Written by Anna Castro (Manager, SolidarityIs)
The first month of 2021 came with a series of shocks and surprises.
Among the surreal events of January, we witnessed what some in the media called a “David vs. Goliath story”: the people of reddit and Robinhood versus the hedge fund managers who patrol Wall Street. Essentially, people followed the advice of a group of redditors to prevent the shorting of Gamestock and AMC stocks, a move that hedge fund managers often take to manipulate the value of companies. As a result, hedge funds, who hold tremendous financial influence and power on Wall Street, saw huge losses and individuals outside of the financial world make a profit.
While this was not intended to be a structural attack on the corporate greed that pervades Wall Street, the Gamestop episode had me wondering about what we might learn and apply from the standpoint of how cultural resets can offer an opportunity for collective consciousness building.
I wasn’t alone in making that connection. Sonya Renee Taylor, the author of of The Body is Not An Apology, noted:
If the GameStop people could do it for GameStop, we could certainly do it for Black people. We could certainly do it for people of color. We could certainly do it for trans people. We can certainly do it for disabled folks. If it’s all made up, what are we gonna make up? That’s the question.”
Here are some of my takeaways.
1. Tackling power is a winning strategy and narrative.
Clearly, hedge funds weren’t ready for what happened given the turmoil in the market. The people of r/WallStreetBets destabilized and demystified an industry that’s purposely made to feel elite and out of reach from the rest of society. It struck a chord with a lot of people and kept the issue in the news.
In this instance, the financial sector, which benefits from the idea that those who work on Wall Street have knowledge and skills that are elite and only accessible to the extraordinarily wealthy, experienced a much needed moment in the hot seat. A group of redditors spurred action, condemnation, and glee and we learned that the “elite” can lose at their own game.
For those of us who are part of campaigns targeting entities with power, we often wonder what will get the attention of the public. Framing our causes in the context of shifting the imbalance of power could be a winning strategy and narrative. And, identifying the right targets and their vulnerable points can be just as important as we learned from the GameStop episode.
2. Let’s get creative with our direct actions.
I’m an “out on the streets, stopping traffic” type of organizer because power needs to be stopped and challenged in its home turf. However, it is not the only tactic available to movements and it requires dedication and discipline for it to be safe and accessible for all. GameStop reminded me that digital organizing and these internet streets are teeming with possibility and energy.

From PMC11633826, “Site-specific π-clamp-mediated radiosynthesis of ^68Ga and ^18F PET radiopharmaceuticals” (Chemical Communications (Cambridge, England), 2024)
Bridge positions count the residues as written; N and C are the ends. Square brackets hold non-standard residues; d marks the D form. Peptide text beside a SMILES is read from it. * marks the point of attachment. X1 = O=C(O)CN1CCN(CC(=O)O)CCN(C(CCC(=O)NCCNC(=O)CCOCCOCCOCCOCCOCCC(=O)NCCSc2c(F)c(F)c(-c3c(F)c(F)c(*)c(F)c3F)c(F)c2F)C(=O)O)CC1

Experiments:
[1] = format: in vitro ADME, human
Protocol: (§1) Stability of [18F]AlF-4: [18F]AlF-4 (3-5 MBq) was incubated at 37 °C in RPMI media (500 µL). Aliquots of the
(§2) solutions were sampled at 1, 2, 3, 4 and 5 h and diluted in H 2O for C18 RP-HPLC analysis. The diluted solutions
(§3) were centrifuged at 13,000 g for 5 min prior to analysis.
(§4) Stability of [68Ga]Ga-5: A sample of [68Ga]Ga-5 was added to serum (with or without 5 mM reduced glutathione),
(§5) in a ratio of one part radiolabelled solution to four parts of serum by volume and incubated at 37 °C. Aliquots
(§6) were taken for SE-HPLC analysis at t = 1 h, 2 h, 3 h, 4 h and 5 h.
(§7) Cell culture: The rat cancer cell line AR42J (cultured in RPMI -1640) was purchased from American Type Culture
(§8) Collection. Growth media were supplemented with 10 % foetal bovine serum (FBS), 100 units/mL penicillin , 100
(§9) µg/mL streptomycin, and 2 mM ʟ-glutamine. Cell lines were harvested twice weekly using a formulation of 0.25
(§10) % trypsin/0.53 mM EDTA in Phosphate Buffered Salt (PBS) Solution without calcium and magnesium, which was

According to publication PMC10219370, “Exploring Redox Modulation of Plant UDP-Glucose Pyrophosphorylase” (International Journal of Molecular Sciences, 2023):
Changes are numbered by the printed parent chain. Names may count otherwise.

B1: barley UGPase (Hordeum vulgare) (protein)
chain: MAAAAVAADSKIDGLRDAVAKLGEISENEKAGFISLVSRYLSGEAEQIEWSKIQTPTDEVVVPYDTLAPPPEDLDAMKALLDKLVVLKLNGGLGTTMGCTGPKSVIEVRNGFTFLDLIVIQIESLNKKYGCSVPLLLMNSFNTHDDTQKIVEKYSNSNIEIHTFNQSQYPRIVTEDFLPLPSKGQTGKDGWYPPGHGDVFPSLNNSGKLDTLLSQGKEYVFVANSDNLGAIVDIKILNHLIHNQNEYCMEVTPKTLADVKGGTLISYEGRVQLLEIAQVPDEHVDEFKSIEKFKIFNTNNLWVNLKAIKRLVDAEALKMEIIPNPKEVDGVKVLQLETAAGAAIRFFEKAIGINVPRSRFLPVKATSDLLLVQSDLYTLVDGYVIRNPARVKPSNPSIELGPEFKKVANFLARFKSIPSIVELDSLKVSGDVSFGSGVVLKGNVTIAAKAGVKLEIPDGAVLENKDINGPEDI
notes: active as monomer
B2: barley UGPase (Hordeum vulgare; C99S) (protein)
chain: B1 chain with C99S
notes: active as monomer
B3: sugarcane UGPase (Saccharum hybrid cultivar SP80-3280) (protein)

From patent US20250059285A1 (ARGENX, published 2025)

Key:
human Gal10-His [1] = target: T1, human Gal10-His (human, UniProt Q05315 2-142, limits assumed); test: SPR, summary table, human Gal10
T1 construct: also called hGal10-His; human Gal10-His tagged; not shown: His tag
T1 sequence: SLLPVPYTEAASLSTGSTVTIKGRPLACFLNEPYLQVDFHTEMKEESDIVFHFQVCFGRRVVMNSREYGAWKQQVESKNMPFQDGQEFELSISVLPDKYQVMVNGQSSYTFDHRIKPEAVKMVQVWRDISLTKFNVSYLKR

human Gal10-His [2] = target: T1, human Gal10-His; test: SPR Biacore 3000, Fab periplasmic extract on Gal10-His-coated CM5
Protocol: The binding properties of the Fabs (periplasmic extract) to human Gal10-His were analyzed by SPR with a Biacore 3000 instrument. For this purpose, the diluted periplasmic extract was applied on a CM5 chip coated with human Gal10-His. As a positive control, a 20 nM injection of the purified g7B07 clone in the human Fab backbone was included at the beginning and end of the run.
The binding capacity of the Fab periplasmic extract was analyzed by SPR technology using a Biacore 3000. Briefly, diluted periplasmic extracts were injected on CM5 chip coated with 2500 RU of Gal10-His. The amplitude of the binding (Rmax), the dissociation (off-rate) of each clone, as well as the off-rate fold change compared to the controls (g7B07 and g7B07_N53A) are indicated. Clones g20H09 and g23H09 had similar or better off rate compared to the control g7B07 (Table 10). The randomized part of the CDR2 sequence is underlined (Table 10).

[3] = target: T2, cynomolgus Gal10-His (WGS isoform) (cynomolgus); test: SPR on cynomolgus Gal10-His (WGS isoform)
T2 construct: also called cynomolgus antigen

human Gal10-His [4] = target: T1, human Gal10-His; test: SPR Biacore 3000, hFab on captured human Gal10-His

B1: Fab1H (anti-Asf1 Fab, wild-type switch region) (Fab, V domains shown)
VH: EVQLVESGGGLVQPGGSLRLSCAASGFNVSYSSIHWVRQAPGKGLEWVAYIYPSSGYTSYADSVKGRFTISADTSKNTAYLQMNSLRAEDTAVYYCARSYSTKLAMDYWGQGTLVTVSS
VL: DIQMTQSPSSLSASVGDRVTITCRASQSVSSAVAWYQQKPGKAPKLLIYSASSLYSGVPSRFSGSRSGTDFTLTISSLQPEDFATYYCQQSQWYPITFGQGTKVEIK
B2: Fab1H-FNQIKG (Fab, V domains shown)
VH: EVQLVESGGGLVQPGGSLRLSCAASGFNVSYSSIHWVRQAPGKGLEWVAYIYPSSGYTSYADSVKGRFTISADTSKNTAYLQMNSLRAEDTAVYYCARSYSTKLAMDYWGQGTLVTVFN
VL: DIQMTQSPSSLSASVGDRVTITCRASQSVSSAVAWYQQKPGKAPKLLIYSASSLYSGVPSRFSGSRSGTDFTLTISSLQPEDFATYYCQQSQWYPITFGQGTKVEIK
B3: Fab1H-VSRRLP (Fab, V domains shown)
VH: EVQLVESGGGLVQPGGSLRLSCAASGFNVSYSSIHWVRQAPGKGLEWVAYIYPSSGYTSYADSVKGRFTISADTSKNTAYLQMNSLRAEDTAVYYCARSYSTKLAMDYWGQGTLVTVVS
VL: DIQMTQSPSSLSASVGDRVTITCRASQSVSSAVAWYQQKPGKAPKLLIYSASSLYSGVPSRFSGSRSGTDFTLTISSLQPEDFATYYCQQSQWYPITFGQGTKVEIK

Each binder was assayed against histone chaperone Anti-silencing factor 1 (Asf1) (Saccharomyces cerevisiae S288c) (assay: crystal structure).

For nonprofit staff, we could think about working more closely with digital strategists, experimenting with new tactics, and ensuring accessibility to people who use screen readers, don’t speak English, or are disabled.
3. Nurturing and cultivating our base is an investment. Let’s do it!
r/WallStreetBets has been active for years. They adopted GameStop as a cause months ago although their message erupted into broader action only in January. Their reddit thread now has over 8.5 million followers, likely from people who saw the potential to have their own GameStop moment.
In our movement building work, we have a day one, ride-or-die base that spreads our message everyday. They are people who are invested in the core mission of our work. In our organizations, we could think about better equipping our bases with the knowledge, resources, and infrastructure to take action when an opportunity strikes. How can we better cultivate existing leaders?
4. Are we prepared for a win?
Robinhood did not anticipate what happened and had to shut down its operations, which led me to think about the tipping points that sometimes occur in social change. Many of us have had the experience of working on campaigns for years and sometimes, finding ourselves on the winning side. But it can come at a cost. For Robinhood, it was that their explosion of popularity and usage either angered their benefactors or that they simply didn’t have the capital to manage the amount of traders. For nonprofits, we can fail in making our victories meaningful by not taking into account the resources required to implement a win.
To address this, we can be thinking about the capacity of staff in developing campaign plans and timelines. Are we leaving room in our planning for assessing and understanding the scope of potential victories, and what it will take to implement it or make the win meaningful?
In social change work, it is vital to our success to find the time and emotional distance to analyze our campaigns for key takeaways. The r/WallStreetBets, GameStop, and Robinhood episode gives us an opportunity to analyze something more or less organically driven by people, and as organizers, we can experiment with these tactics to sharpen our movement building work.